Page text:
A eu­logy for three ex­traor­di­nary wise men

The Standard Journal - - POLICE & FIRE - YARBROUGH

Icalled them the Three Wise Men. They came not bear­ing gifts of gold, myrrh and frank­in­cense. They brought ser­vice, ded­i­ca­tion and in­tegrity. And as with all wise men, they lived their ex­am­ple.

No exotic names like Gas­par, Mel­chior and Balt­hazar. Theirs were or­di­nary names: John. Roy. Raymond. But they were any­thing but or­di­nary. Although they were never to meet, they shared a com­mon bond. They were mem­bers of the Great­est Gen­er­a­tion, strong fam­ily men, de­vout in their faith and highly suc­cess­ful in their par­tic­u­lar fields of en­deavor. They made this a bet­ter world by their pres­ence and made me a bet­ter per­son for hav­ing known them.

Some years ago, I wrote in this space about John Ja­cobs of Gainesvill­e, Roy Hod­nett of St. Si­mons Is­land and Dr. Raymond Cook of Val­dosta, re­fer­ring to them as the Three Wise Men. Thank God that they were around to read it and to know what they meant to me. To­day I come to honor their mem­ory.

John Ja­cobs passed away in 2011, a few days shy of his 89th birth­day. Roy Hod­nett died this past April at the age of 98. Two weeks ago, Dr. Raymond Cook died

three weeks be­fore he would have turned 100.

John Ja­cobs was a suc­cess­ful busi­ness­man who turned a small ra­dio sta­tion in Gainesvill­e into a me­dia con­glom­er­ate. Not con­tent to bask in his busi­ness achieve­ments, Ja­cobs put much of his time, en­ergy and dol­lars back into mak­ing Gainesvill­e and Hall County a bet­ter place to live.

At the other end of the state, Roy Hod­nett op­er­ated a real es­tate empire on Ge­or­gia’s coast. In a highly com­pet­i­tive busi­ness driven by dol­lars and deals, his word was his bond. A con­tract with Roy Hod­nett could be as simple as a hand­shake.

Dr. Raymond Cook, as I have said many times, came along at a piv­otal time in my life. An English pro­fes­sor at Ge­or­gia State, he mo­ti­vated me to stay in col­lege by his in­spi­ra­tional teach­ing. I would not be do­ing what I am to­day had it not been for Dr. Cook.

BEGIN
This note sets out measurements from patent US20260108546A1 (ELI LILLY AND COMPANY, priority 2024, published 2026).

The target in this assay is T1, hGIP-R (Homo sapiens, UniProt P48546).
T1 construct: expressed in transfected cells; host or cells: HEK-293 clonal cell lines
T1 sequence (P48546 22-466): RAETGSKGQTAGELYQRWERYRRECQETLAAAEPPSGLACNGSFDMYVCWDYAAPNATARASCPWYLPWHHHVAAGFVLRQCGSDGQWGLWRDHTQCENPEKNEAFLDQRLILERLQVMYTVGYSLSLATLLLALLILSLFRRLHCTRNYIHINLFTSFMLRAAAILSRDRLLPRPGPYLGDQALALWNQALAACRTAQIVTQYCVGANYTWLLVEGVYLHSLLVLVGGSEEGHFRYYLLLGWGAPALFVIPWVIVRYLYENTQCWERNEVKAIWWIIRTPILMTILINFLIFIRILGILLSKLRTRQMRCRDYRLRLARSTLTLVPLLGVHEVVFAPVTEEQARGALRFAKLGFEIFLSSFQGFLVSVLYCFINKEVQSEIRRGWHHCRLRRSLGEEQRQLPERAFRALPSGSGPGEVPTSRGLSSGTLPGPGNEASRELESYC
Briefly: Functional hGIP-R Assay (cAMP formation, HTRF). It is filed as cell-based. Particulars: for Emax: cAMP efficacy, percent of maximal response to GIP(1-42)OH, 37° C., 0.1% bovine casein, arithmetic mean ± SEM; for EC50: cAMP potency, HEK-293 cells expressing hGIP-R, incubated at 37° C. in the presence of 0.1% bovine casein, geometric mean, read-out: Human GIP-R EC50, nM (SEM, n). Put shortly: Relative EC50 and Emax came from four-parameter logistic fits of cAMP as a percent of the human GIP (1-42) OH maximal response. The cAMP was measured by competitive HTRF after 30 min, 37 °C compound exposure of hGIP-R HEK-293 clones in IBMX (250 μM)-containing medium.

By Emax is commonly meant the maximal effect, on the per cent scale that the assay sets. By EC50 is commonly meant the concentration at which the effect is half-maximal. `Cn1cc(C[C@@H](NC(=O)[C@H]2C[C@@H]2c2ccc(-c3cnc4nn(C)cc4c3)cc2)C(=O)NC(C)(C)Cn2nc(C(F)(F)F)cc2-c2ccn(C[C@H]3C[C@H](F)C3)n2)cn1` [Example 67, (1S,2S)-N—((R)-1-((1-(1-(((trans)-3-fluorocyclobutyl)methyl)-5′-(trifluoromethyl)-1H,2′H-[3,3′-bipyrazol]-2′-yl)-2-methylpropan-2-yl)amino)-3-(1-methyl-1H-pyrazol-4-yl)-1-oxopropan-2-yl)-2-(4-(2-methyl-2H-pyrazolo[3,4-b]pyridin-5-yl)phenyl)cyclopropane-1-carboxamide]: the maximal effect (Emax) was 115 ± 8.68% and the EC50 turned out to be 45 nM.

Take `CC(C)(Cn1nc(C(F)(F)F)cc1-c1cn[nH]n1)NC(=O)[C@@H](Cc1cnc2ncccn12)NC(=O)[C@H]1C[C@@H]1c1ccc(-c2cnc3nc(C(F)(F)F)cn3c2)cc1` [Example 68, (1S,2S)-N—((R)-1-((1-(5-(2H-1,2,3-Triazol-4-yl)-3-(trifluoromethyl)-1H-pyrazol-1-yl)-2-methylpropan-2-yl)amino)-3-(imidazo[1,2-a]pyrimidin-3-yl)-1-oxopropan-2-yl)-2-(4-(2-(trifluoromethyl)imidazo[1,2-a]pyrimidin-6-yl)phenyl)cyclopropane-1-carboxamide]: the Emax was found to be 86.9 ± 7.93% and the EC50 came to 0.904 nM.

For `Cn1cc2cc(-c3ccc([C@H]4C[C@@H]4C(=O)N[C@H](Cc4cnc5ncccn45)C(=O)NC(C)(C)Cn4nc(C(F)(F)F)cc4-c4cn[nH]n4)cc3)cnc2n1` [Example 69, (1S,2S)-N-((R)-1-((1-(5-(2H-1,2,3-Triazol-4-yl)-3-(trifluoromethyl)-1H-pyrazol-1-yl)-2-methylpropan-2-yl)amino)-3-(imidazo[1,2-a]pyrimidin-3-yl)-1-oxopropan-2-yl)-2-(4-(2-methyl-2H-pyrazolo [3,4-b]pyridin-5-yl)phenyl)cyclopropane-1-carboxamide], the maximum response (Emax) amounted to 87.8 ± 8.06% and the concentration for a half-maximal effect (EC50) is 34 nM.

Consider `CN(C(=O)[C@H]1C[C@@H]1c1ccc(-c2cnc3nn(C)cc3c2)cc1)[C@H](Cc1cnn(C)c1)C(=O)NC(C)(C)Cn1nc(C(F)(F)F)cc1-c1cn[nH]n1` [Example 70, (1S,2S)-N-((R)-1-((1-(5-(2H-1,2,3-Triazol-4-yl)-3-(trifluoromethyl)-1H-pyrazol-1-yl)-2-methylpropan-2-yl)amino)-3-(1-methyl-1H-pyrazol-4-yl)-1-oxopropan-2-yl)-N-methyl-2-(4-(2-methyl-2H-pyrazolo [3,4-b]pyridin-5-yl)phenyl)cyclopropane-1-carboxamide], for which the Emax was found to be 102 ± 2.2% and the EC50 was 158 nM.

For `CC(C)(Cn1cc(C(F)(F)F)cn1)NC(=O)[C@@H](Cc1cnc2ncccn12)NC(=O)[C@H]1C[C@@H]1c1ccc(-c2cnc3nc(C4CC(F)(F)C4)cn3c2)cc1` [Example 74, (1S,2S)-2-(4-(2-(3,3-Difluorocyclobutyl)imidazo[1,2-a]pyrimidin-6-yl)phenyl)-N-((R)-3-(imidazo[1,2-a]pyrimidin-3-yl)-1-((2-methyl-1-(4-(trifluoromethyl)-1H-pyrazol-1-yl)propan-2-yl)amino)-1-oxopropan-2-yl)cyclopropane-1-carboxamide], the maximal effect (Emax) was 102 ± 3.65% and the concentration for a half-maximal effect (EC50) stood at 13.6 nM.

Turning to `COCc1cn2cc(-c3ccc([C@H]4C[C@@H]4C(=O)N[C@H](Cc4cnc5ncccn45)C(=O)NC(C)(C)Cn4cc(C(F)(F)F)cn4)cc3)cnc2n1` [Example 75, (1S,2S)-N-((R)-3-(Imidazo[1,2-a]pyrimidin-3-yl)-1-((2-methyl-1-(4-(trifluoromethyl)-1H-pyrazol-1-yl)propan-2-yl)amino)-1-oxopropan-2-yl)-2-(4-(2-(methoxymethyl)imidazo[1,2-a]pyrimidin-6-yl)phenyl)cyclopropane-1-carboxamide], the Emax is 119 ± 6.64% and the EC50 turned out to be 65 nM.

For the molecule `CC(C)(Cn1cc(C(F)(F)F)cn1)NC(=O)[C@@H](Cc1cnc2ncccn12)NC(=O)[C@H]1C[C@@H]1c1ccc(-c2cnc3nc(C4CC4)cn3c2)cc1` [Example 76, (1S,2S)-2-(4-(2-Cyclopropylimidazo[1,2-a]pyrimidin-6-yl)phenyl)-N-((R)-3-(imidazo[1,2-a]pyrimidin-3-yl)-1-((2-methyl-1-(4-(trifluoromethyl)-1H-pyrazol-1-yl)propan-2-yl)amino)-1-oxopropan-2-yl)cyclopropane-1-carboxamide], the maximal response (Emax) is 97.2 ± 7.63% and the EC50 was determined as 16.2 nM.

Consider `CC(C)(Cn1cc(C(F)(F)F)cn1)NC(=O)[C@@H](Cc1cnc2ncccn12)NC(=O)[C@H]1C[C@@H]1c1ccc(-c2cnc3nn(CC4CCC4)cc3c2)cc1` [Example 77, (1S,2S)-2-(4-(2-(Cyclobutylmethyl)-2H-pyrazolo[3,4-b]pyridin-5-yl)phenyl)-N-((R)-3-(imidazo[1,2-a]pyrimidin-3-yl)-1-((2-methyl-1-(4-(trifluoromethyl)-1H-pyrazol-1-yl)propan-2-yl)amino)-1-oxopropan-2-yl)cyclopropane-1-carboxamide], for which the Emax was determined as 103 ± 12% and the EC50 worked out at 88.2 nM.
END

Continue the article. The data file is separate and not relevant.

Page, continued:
What made these men so spe­cial to me? In the first place, they taught me that suc­cess and kind­ness are not in­com­pat­i­ble. All rose to the top of their pro­fes­sions while treat­ing peo­ple with re­spect. To a man, they were eter­nal op­ti­mists and seemed to bring out the best in peo­ple, a trait I am still try­ing to master.

All were ex­tremely hum­ble when they had ev­ery right not to be. I had known John Ja­cobs for many years and was aware of his mil­i­tary ser­vice in World War II, but only when I was asked to em­cee a trib­ute to him in Gainesvill­e did I learn he had earned two Sil­ver Stars for hero­ism in bat­tle.

Roy Hod­nett was in­volved in some of the heav­i­est fight­ing in the war and was se­ri­ously wounded in the Bat­tle of the Bulge. He spent 14 months in the hospital and re­turned home with a Sil­ver Star, a Bronze Star, the Pur­ple Heart, a gimpy leg and a love for his fel­low man that even a war could not kill.

Dr. Cook was a dis­tin­guished ed­u­ca­tor, au­thor and my beloved pro­fes­sor. He was also the smartest per­son I ever knew. How smart was he? He owned a 1939 Rolls Royce that had once been the prop­erty of Col. Ja­cob Schick, the Cana­dian ra­zor mag­nate. In re­do­ing the wiring in the au­to­mo­bile, he dis­cov­ered that what the manual said did not work. He im­pro­vised, found a solution and in­formed Rolls Royce that their manual was in­cor­rect. The company checked it out, agreed and rewrote the manual. That is how smart he was.

All three men were active right up to the end of their dis­tin­guished lives and re­mained my role mod­els. John Ja­cobs in­stilled in me the im­por­tance of good ci­ti­zen­ship. Roy Hod­nett taught me to treat peo­ple as I would like to be treated. Dr. Raymond Cook made me a man and, try as I might, I could never thank him enough.

I will for­ever be grate­ful that I met and knew and learned from these Three Wise Men. I am also glad I had the good sense to con­vey my love and re­spect for them in a col­umn while they were here to en­joy it. Now they are gone. I will miss them, but I will never for­get them and what they meant to me. God bless them. God bless their mem­ory.

You can reach Dick Yarbrough at [email protected] dick­yarbrough.com; at P.O. Box 725373, At­lanta GA 31139; or on Face­book at www.



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